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Geography 1400 Final Exam Notes

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Western University
Geography 1400F/G
Godwin Arku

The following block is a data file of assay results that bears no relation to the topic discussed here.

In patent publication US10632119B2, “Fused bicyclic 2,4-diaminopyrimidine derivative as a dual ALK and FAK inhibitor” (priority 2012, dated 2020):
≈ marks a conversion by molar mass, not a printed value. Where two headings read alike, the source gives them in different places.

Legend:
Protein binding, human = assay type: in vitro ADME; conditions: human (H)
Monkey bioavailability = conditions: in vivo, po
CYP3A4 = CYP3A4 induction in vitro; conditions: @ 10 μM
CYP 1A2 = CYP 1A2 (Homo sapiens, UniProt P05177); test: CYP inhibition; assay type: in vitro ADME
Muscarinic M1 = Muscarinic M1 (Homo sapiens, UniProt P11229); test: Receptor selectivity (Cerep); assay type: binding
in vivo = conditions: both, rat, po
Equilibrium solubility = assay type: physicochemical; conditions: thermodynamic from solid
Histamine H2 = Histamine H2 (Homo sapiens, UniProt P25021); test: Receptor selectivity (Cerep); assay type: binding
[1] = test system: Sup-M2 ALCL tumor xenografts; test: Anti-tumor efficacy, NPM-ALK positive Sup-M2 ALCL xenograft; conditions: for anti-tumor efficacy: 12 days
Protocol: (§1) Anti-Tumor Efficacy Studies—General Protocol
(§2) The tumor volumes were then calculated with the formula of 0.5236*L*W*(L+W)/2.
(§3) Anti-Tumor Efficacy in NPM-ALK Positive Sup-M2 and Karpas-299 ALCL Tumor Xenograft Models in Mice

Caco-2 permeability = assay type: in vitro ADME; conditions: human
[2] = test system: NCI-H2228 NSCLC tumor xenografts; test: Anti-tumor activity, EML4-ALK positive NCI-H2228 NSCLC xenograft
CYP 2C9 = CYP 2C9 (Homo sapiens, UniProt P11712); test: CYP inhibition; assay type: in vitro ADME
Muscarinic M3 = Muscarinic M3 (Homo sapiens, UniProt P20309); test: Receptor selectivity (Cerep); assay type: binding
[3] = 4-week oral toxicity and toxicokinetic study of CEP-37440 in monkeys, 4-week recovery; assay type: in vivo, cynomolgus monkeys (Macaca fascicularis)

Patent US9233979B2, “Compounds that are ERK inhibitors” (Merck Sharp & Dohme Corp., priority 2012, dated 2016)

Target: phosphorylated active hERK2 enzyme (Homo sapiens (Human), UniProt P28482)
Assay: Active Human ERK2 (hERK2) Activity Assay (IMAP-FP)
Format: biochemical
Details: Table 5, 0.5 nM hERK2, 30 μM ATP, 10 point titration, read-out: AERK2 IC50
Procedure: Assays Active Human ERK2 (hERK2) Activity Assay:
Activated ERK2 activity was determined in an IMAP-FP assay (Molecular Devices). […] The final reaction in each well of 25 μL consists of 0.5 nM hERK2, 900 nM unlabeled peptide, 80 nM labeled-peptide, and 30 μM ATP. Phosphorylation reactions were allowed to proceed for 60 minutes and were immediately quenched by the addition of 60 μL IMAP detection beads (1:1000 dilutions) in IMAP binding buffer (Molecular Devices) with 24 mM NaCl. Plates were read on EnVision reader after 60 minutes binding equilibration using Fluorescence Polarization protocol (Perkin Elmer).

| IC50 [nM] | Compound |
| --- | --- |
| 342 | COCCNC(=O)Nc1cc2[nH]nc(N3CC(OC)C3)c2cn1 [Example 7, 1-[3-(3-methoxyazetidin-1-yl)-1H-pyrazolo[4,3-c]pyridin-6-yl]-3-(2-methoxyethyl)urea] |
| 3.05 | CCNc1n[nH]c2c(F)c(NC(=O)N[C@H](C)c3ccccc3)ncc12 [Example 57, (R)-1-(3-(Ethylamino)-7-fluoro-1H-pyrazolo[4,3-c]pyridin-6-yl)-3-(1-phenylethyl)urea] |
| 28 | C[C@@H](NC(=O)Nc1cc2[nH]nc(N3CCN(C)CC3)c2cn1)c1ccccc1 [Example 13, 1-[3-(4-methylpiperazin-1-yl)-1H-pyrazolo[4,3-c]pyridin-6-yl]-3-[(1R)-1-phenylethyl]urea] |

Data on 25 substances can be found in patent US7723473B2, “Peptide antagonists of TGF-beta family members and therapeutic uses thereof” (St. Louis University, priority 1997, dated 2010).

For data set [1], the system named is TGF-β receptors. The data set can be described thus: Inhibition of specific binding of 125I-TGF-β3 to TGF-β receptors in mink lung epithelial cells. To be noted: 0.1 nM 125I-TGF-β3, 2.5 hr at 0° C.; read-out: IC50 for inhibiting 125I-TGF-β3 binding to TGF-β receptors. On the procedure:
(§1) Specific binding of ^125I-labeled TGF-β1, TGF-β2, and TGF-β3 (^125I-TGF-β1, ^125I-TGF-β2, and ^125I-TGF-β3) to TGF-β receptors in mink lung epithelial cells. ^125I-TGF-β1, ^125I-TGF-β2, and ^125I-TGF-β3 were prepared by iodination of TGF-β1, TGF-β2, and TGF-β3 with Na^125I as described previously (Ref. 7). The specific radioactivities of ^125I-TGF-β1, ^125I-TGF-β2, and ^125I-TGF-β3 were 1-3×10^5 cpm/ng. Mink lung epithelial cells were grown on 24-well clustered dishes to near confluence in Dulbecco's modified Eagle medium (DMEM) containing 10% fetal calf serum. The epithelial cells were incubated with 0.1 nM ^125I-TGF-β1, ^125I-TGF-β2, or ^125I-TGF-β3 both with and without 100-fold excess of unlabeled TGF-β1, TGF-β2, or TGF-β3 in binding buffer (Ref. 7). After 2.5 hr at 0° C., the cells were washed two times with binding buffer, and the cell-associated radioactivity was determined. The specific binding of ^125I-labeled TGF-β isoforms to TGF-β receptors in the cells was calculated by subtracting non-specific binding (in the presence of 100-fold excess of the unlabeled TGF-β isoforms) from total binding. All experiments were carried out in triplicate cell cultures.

1 Final Examination Notes Geo 1400 Format: 1. Multiple Choice (40 questions, 1 mark each) 2. Short Answer (5 questions, 4 marks each) 3. Short Answer part 2 (10 question, choose 5, 6 marks each) Content:  Chapters: 8, 10, 11, 13, 14  Lectures: 6-11 Lecture 6 & Chapter 8 – Politics and Space Political Geography Political Geography – the study of the spatial dimension of human conflict and cooperation on this planet  At the state level  Studies the actions of governments and institutions rather than those of actual people Political Geographers are interested in how humans:  Group themselves into nations  How those nations can form the foundation of states  How states claim space as their territory  How states compete for territory and negotiate boundaries between each other Nation:  A group of people sharing a common culture/trait/identity and an attachment to some territory o Traits may include: language, religion, history, ethnic ancestry State:  An area with defined and internationally acknowledged boundaries; a political unit o Covers a distinct space, has boundaries, ruled by one government that can exercise control over the territory and those who live within it o There can be no state without a defined territory where its laws are enforced o There can be no state without a set of laws that are in force across the country o There can be no state without a population that enforces and follows the laws Stateless Nation: 2  Nations that do not currently have a state of their own (ex/ Kurds, Basque) Nation-State:  A clearly defined large group of people who self identify as a group (nation) and who occupy a spatially defined territory with necessary infrastructure and social and political institutions (state). o Hard to find since most states are not composed of just one national group Multi-National States:  A state who’s population is formed by two or more distinct nations (ex/Canada, Great Britain) Nationalism:  The belief that a nation and a state should be congruent  Assumes that the nation state is the natural political unit  5 theories of why national identity emerged: 1. Nation states emerged in Europe in response to the rise of nationalist political philosophies during the eighteenth century 2. Humans want to be close to people of similar cultural background 3. The creation of nation-states was a necessary and logical component of the transition from feudalism to capitalism 4. Nationalism is a logical accompaniment of economic growth based on expanding technologies 5. The principle of one state/culture arises from the collapse of local communities and the need for effective communication within a larger group Exploration and Colonialism Exploration  Most empires began as a result of exploratory activity  Exploration expands the knowledge that a given state has about the world 3 Colonialism  Economic, social, and political activity in explored areas that became colonies that were determined by and for the exploring power.  Reasons were “god, glory, greed” but also included the response of Europe to th demands of the economic growth of the 15 century  Other reasons were: ambition, strategic territory, and national prestige  Most compelling reason was economic: colonial areas provided the raw materials needed for domestic industries and additional markets for industrial products  Decolonization is the process of a colony becoming a state of their own o Independence achieved mostly peaceful, but some have been through violence  Effects of Colonialism: o many colonies have resulted in net losses to the national economy of the colonial powers o Colonies were used to reduce population pressure o Many believe this system of imperialism has had extremely negative consequences on the weaker territory (natives got mass murdered?) o Dependency theory contends that African and Asian countries became poor as a result of their colonization, with these poorer countries depending on their dominating countries for survival Conceptual State Creation  Ratzel created seven laws concerning the spatial growth of states: 1. The size of a state increases as its culture develops 2. The growth of a state is subsequent to other manifestations of the growth of a people 3. States grow by annexing smaller members, which increases human- land relationships 4. State boundaries are peripheral organs that take part in all transformations of the organism of the state 5. As a state grows, it strives to occupy some politically valuable locations 6. The initial stimulus for state growth is external 7. States’ tendency to grow continually increases in intensity o Generalizations based on observations of a supposed ideal world o Notion of the state as a living organism  Jones believed a chain of events beginning with political idea and concluding of political area was the way a state was created o Between the idea and area: decision, movement, field o Example: Idea = Zionism, decision = Balfour Declaration, movement = immigration of Jews, field = settlement and government activity, political area = Israel  Deutsch believed it took place in eight stages, and emphasized evolution and focuses primarily on human actions: 1. Transition from subsistence to exchange economy 4 2. Increased mobility leading to formation of core areas 3. Development of urban centers 4. Growth of a network of communications 5. Spatial concentration of capital 6. Increasing group identity 7. Rise of national identity 8. Creation of a state Geopolitics  Geopolitics is the study of the importance of space in understanding international relations o Geopolitics is about the ways in which states, and institutions apply geographical knowledge and principles to enhance their power vis-a- vis their competitors  Mackinder’s Heartland Theory is a geopolitical theory of world power based on the assumption that the land-based state controlling the Eurasian heartland held the key to world domination o a. He who rules E. Europe commands the Heartland o b. He who rules the Heartland commands the World Island o c. He who rules the world Island commands world  Geopolitik is the study of states as organisms that choose to expand territory in order to fulfill their destinies as nation-states (survival of the fittest)  Rimland Theory is the theory of world power based on the assumption that the state controlling the area surrounding Eurasian heartland held the key to world domination o Credited to Spykman Forces influencing instability of states  Centrifugal Forces are forces that tear a state apart o Ex/ internal divisions in language or religion, separatist movements  Centripetal Forces are forces that tend to bind a state together o Ex/ communal language or religion, strong ethnic identity, central institutions  When Centripetal exceeds Centrifugal, the state is stable, and unstable if the opposite were true Boundaries  A boundary is: o Used to mark the limits of a state’s sovereignty o 'Lines' drawn where states meet or where states’ territorial waters end o Artificial in the sense that what is meaningful in one context may be meaningless in another  International boundaries are important for two reasons: 1. They separate states from each other to avoid conflict over the extent of territorial space 2. They establish how far the territorial authority of a state extends 5  Types of boundaries: o Natural: Rivers, mountain ranges, any natural forming structure that could act as a separation o Cultural/Artificial: determined by language boundaries, or religious boundaries o Geometric: Straight lines or arcs that have been drawn on a map and then transferred to the real landscape  Three Types of Geometric Boundaries: 1. Antecedent: existed before the current cultural landscape was established by the current population 2. Subsequent: Those that were drawn after the current cultural landscape was established 3. Relics: Those that are no longer functioning as such but are visible on the cultural landscape  Types of Boundary Disputes: o Positional: disagreement over the interpretation of documents that define a boundary or the way a boundary was delimited o Territorial: disputes over the ownership of a region o Resource: territorial disputes over the resources in an area o Functional: States disagree over policies to be applied along a boundary Grouping of States  Some states are choosing to unite, even giving up aspects of their sovereignty  Best example is European integration that occurred post WWII in which many groups were formed, which led to the European Union forming  Other examples include the UN, NAFTA and trade blocs Forms of Government  Democracy: rule by the people  Monarchy: rule by a single person  Oligarchy: rule by a few, usually the wealthy  Dictatorship: oppressive and arbitrary form of rule established and maintained by force and intimidation  Anarchism: rejects the concept of state and associated division of society into ‘rulers’ and ‘ruled’ Socialist Less Developed Issues  Socialism is an imprecise term, but we can identify two general characteristics of socialist regimes: 1. They aim to remove any and all features of capitalism. 2. They have the power, in principle, to make substantial changes to society.  Neither of these characteristics has been met with popular approval.  Socialism has a strong, anti-colonial, nationalistic component. 6 Sub-state government  There are three levels of centralization: 1. Unitary: The most centralized form of government; local governments are used by the central state to organize the political hinterland. 2. Federal: The least centralized. One purpose is to prevent one level of government from dictating to another. 3. Compound Unitary: Midway between the federal and unitary types, these systems devolve substantial powers to subnational governments, but less power than in the federal case (Type 1 and Type 2). Exercising State Power  Capitalist countries: state power is exercised through various institutions and organizations. State apparatus includes: o Political and legal systems o Military or police forces to enforce the state’s power o Mechanisms such as a central bank to regulate economic affairs  Critical issue: o Need for international cooperation in solving global environmental problems Elections: Geography Matters  In the boundaries of voting districts, voting behaviour, government activity, and larger world issues  Legitimacy of Elections: o Free versus compromised elections o Recent elections in 154 countries identified 39 as compromised, mostly in Africa and Asia  Creating Electoral Bias: o Gerrymandering: any spatial reorganization designed to favour a particular party o Malapportionment: a form of gerrymandering involving the creation of electoral districts of varying population sizes so that one party will benefit Lecture 7: Globalization  Definitions: o The increasing interconnectedness of people and places through converging processes of economic, political, and cultural change o The process of reducing barriers between countries and encouraging closer economic, social, and political interaction o An accelerating set of processes involving flows that encompass ever- greater numbers of the world spaces and that lead to increasing integration and interconnectivity among those spaces 7 Key Components of Globalization  Economical Aspect: o Emergence of global communication system that link all regions on the planet instantaneously o Transnational corporate strategies that have created global corporations o New forms of production of goods and services o Emergence of new centers of production o Emergence of global financial systems o Emergence of new forms of technology o Market economies that replaced state controlled economies o A plethora of planetary goods and services that have arisen to fulfill consumer demand o Global agreement that promote free trade  Cultural Aspect: o Global information, global education and media, global lifestyle, entertainment, fashion and design  Political Aspect: o Global political institutions, and power blocs, democracy as the dominant system of governance  Environmental Aspect: o Global ecosystem, global pollution, pandemics, global conservation movements and politics Key forces shaping Globalization  Two major forces shaping globalization: 1. Global Capitalism: embrace of a free market system and policies allow for easier integration 2. Technologic Advancement: increased connectedness have reduced the time and space associated with global business Is globalization new?  Precursors: o European journey of world discovery during the Dark ages – leading to global interdependence o Creation of colonial empires – creating global trade connection and diffusion of European culture o Mass production during the Industrial Revolution – created global search for raw materials  New Aspects: o Global scales of activities o Greater speed o Global integration (interconnectedness) o Single globalized market (‘Global village’) o Vast consumer products 8 o Larger participants (people & countries) o A new global division of labour Main views on globalization  Hyperglobalist Position: o The world is borderless o Nation states are no longer significant actors o Consumer tastes and acultures are homogenized o Distance no longer matters – End of Geography  Skeptical Position: o Newness of global economy is exaggerated o World economy was more open in the past 50 years than today Key actors of global processes 1. TNCs 2.The state 3. Labour 4. Consumers 5. Regulatory institutions 6. Social groups  These actors form a network at different organizational and geographical scales Relationship Between Globalization and Development  Globalization does not infer homogenization o Local cultures add their own aspect to imported consumer products in order to domesticate them o Many cultures promote a preference of local over foreign goods  Place still matters o Corporations choose distinct localities to succeed o Communities compete by flaunting local geographic benefits or differences to gain the upper hand  Winners of globalization include: o World cities, financial headquarter cities, corporate headquarters o Communities that can secure a piece of global commerce o Consumers who pay less for imported goods o Countries that use their low wage economies as a selling point to foreign firms  Losers include: o Unemployed workers caused by wage competition o The poor o Those affected by harmful environmental impacts o Those who emigrated and became impoverished o Average cities that are not world class 9 Connections between Globalization and Geography  Time Space “distanciation” or time-space compression o The intensification of worldwide social relation o Constraints of space on activities has reduced  Networks: o Connections between spaces o A set of interconnected nodes  Placelessness: o Loss of heterogeneity between places o Loss of diversity across cultural boundaries  Global Localization “Glocalization” o Places are both heterogeneous and homogeneous o Cultural, political, and economical processes have a “fixedness” Is Globalization Good or Bad?  Pros: o Many business-oriented benefits o Competition allows flow of capital to poorest areas o Increases wages o Consequences of change are uncertain  Cons: o More beneficial to developed worlds o Selective free trade o Contributing to ever-widening gap between rich and poor  Emerging middle position: o Economic globalization is unavoidable o Globalization holds both promises and pitfalls - can be managed at all scales to reduce inequality and protect the environment o Efficient government and strong organizations o Openness can work by investing in education and social cohesion 10 Lecture 8 & Chapter 10 – Landscape of Primary Activities Categories of Economic Activities  Primary: o economic activities that are concerned directly with natural resources of any kind o Ex/ fishing, agriculture, mining  Secondary: o economic activities that process, transform, fabricate or assemble the raw materials derived from primary activities, or that reassemble, refinish or package manufactured goods o Ex/ Manufacturing, processing, construction  Tertiary: o activities where people offer their knowledge and time to improve productivity, performance, potential, and sustainability o Ex/ finance, retail  Quaternary: o economic activities that deal with the handling and processing of knowledge and information as well as distribution o Ex/ research, management  Quinary: o Executive decision makers o Involves high level decision making in large organizations Agriculture and Food Production  The science and practice of farming, including the cultivation of the soil and the rearing of livestock  The most widespread and space-consuming activity globally  Factors that determine location of agricultural activity: 1. Physical - soils, climate 2. Cultural – technology, religion and ethnic abilities 3. Political – the state Domestication of Plants and Animals 11  Agriculture originated in the domestication of plants and then animals  Domestic plants and animals differ from their non-domesticated counterparts  Began roughly 12,000 years ago in the Jordan Valley  Diffused elsewhere, gradually replacing pre-agricultural economic activities (hunting and gathering)  Evolved in several centres in Asia, Africa, North American Midwest, Central America, western South America, and southern Europe  Possible causes: 1. Climate change or population pressure 2. Domestication was resorted to only when they encountered difficulties with food supply 3. Probably began in a well-endowed environment that permitted a more sedentary way of life and a certain amount of leisure time Technological Changes  Five principal technological advances have transformed/are transforming agricultural landscapes around the world: 1. A second agricultural revolution associated with the onset of the Industrial Revolution in the eighteenth century. o Development of new farming techniques o Increases in crop output because of improvement in productivity o Introduction of labour-saving machinery o The ability to feed a growing population 2. The development of nitrogen fertilizers in the early twentieth century. o Essential nutrient for cereal crops that have been staples for most parts of the world’s population since the beginnings of agriculture o Nitrogen fertilizers permitted world population to rise from 1.6 to 6.1 billion in the twentieth century o Environmental damage: soil and water contamination, increasing soil acidity, release of nitrous oxide, increase risk of some cancers 3. The 'green revolution' that began in the mid-twentieth century. o The rapid development of improved